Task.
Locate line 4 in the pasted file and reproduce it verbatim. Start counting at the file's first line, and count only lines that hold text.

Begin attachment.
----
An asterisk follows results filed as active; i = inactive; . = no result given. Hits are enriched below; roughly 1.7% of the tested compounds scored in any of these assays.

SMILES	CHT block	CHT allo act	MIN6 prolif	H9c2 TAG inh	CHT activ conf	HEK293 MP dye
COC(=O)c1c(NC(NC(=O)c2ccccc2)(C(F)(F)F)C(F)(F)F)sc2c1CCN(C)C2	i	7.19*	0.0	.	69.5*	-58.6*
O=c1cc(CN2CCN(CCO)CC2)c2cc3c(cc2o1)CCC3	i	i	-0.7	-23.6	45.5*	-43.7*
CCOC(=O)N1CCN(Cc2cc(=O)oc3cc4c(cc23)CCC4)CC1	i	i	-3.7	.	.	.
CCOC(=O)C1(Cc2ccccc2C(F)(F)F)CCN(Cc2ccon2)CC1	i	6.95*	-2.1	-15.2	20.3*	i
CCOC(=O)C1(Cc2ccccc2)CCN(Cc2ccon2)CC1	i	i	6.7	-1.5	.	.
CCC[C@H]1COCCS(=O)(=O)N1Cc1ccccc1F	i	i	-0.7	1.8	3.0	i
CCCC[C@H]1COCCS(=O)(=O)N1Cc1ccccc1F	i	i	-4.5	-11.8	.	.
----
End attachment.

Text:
O=c1cc(CN2CCN(CCO)CC2)c2cc3c(cc2o1)CCC3	i	i	-0.7	-23.6	45.5*	-43.7*